Nepal: Community Based Conservation

Nepal: Community Based Conservation
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Dates, Deadlines, and Costs
TermApp DeadlineStart DateEnd DateCost
SummerFebruary 25mid Maylate JuneBudget
Program Information
  • GPA
  • 2.5
  • Language of Instruction
  • English
  • Foreign Language Requirement
  • No
  • Class Eligibility
  • Graduate, Junior, Senior, Sophomore
  • Program Open To
  • UA and Non-UA Students
  • Credit Type
  • UA Direct Credit
  • Level of Study
  • Graduate, Undergraduate
  • Housing Options
  • Hotel
  • Program Type
  • UA Faculty-led
Program Overview

Join us in Nepal where field work meets culture during this six-week community-based conservation program. Explore Nepalese communities and learn about the cultural influences of two distinct religions, Hinduism and Buddhism, as well as the economic value of conservation in rural communities. Exploring Chitwan National Park will allow students to see and learn about 70 species of mammal including large populations of rhinoceros, tigers and elephants as well as 500 species of birds. 


Tentative 2018 dates: May 19 - May 26 (Tucson); May 27 - June 18 (Abroad)

Students will earn 6 units of credit during this six-week program in the following:

RNR 495N/595N Community Based Conservation in Nepal (6 units)
Tentative Course Syllabus


John Koprowski, Professor and Associate Director, School of Natural Resources & the Environment


Kathmandu, Nepal

Kathmandu is the largest Himalayan state in Asia and the capital city of Nepal. It boasts a 6 million population when considering the urban communities in addition to the city center. Hinduism and Buddhism fuse together in this metropolitan city with many religious sites generating tourism for Nepal. Sites include Pashupatinath, Swayambhunath and Budhanilkantha.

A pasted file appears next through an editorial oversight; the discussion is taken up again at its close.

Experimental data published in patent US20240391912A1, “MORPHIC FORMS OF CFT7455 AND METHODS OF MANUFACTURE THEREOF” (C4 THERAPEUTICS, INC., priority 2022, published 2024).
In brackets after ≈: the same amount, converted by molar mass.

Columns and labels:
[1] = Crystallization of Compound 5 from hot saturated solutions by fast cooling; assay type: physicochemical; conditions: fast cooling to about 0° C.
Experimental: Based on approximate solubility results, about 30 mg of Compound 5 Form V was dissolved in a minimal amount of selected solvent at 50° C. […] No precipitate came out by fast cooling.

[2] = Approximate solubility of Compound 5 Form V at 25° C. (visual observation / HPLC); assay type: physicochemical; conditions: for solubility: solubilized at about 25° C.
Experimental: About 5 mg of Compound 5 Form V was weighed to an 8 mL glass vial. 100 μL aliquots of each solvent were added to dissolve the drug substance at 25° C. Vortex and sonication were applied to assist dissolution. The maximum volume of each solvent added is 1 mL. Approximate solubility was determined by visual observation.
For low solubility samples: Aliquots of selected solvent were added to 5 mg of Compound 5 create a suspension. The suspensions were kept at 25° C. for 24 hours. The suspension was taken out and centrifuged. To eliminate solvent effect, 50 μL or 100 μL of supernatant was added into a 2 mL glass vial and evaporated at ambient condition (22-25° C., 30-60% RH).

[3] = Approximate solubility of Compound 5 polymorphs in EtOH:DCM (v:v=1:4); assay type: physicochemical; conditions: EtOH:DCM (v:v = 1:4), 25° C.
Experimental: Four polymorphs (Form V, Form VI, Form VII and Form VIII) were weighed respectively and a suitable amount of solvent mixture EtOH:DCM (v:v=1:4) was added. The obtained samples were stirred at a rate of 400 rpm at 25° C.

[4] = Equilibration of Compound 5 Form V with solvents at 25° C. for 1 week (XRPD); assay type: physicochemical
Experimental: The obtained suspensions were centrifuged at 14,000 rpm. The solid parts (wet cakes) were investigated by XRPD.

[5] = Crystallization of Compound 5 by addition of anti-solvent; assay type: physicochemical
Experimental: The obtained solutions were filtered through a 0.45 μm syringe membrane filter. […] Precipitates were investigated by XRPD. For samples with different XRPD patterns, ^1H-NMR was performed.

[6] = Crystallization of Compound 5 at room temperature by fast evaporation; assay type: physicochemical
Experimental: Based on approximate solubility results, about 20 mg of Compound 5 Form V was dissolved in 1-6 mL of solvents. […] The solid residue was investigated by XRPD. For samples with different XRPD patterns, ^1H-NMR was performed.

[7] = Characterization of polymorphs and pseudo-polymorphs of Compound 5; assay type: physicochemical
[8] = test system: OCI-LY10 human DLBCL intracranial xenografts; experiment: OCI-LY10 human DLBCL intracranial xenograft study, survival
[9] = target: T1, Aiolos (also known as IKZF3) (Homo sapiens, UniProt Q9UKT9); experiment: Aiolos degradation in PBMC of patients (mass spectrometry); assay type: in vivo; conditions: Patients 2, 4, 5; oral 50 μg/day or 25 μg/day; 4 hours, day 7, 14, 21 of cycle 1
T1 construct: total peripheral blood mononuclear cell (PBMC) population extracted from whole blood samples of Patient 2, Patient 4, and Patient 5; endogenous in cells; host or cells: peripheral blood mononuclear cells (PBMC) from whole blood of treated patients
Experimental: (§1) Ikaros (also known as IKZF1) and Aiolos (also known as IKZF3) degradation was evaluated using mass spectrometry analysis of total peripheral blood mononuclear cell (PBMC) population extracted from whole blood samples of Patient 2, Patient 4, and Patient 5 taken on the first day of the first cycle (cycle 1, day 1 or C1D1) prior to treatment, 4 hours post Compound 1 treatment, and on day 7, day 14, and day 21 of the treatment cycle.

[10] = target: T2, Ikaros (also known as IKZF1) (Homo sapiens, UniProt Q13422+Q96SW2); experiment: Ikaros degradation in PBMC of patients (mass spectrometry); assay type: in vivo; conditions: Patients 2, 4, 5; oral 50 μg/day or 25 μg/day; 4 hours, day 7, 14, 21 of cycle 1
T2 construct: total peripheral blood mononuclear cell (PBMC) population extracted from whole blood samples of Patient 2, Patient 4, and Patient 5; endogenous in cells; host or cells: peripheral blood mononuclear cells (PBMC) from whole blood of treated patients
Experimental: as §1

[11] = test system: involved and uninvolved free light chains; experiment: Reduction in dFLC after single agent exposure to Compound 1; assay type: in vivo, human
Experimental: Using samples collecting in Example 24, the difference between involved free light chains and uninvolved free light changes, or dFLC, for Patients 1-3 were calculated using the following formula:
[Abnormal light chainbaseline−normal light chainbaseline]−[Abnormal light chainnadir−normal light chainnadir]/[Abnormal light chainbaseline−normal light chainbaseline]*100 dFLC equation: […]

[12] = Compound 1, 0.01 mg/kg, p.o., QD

Chitwan National Park

Perhaps the most famous of Nepal’s protected lands, Chitwan National Park is found in the fertile lowland (Terai) region of southern Nepal through which the great rivers of the country meander.  Chitwan harbors more than 500 species of birds and 70 species of mammal to include the largest populations of rhinoceros, tigers, and elephants.  Here the protected areas are islands in a sea of community-based conservation efforts that permit economic develop but also strive to maintain connectivity of habitat to facilitate movement of Nepal’s considerable populations of charismatic megafauna such as rhinoceros, tigers and elephants in addition to many deer and antelopes, sloth bears, pangolins, leopards and other carnivores, small mammals, forest birds, reptiles and amphibians and other wildlife.


Students will be housed in hotels for the duration of the program. Most meals are also included in the program price. 

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